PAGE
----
This entry is the latest in a series on innovations in the climate and energy world.

Is this homeowner lazy, or lazy like a fox?

Ethanol from corn and sugar cane? Beyond passé at this point, with major environmental, land use, and food security concerns.

Second-generation biofuels, made from non-food crops and wastes? So 2008.

The next big thing in biofuels? Algae.

So-called third-generation biofuels have begun to receive serious attention. Biofuels can technically be made from just about any plant material, and some of the advantages of algae are obvious: it wouldn’t compete for arable land, for example, as it is grown in water, and it grows like, well, a weed, allowing for incredible yields.

The two avenues of third-generation development being considered so far are microalgae (pond scum, etc) and macroalgae (seaweed). Research is going into both harvesting algae from its natural environment and creating artificial growing environments.

Various algae have been discussed academically as a potential fuel since 1955. The U.S. Department of Energy has looked into fuels from microalgae since 1978, although the Aquatic Species Program, as it was called, was discontinued in 1996. Since then, various government bodies, including the Department of Defense, National Science Foundation, and Department of Agriculture, have continued to look into algal biofuels.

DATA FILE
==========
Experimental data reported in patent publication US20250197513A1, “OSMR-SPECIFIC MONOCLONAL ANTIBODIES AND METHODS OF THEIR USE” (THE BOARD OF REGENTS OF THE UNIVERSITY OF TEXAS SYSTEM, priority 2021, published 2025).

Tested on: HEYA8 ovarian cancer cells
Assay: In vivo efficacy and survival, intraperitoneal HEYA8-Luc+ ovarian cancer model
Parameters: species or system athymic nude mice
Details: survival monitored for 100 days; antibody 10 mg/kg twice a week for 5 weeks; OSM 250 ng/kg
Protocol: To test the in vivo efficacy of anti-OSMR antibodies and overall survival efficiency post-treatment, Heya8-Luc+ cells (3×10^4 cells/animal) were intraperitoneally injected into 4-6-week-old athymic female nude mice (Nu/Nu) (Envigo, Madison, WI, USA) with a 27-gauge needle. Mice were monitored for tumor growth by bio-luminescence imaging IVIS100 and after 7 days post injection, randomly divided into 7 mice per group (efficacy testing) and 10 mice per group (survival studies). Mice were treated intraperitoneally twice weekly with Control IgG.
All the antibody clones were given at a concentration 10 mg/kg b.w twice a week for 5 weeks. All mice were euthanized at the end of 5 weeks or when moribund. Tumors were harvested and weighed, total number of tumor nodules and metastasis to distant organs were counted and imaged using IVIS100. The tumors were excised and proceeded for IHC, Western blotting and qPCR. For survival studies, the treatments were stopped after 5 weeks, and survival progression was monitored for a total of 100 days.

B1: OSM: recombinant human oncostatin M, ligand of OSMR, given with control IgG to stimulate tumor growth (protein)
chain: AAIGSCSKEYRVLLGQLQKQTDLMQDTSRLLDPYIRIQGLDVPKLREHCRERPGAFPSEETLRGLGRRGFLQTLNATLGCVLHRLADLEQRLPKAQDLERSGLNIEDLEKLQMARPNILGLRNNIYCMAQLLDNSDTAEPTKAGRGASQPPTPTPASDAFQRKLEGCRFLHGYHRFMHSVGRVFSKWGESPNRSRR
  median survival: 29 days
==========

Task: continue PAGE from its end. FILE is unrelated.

Private investment has sprung up as well, now far exceeding public funding. ExxonMobil alone has pledged US$600 million. Other countries, including South Korea, the United Kingdom, Italy, Japan, and the Philippines, have also announced plans to invest heavily in research and development on algae-based biofuels.

Does it pass the laugh test?

Definitely.

Over the past few years, we’ve gotten used to discussing the biofuel potential of previously “unknown” plants like jatropha, canarygrass, and short-rotation coppice—so considering the merits of seaweed doesn’t seem so odd. And the Aquatic Species Program long ago demonstrated the technical feasibility of producing oil from algae.

Does it have that WOW factor?

Not really.

The parade of “shiny object” biofuels may have left us ready to accept seemingly unlikely candidates like pond scum, but it also leaves us somewhat jaded. I could read tomorrow that scientists think four-leaf clover is the long-term solution to moving away from oil and I’d be willing to believe it.

What does it bring to the table?

A lack of competition for resources.

Algal biofuels are grown in either natural or created aquatic environments and therefore don’t compete for land with food crops. They offer a yield, in terms of fuel per acre per year, roughly 30(!) times that of conventional feedstocks. Replacing all of U.S. oil consumption with algae fuel would require 15,000 square miles of production, slightly larger than the state of Maryland. By comparison, 35,000 square miles of corn production is currently used to meet just 10 percent of U.S. fuel needs in the form of ethanol.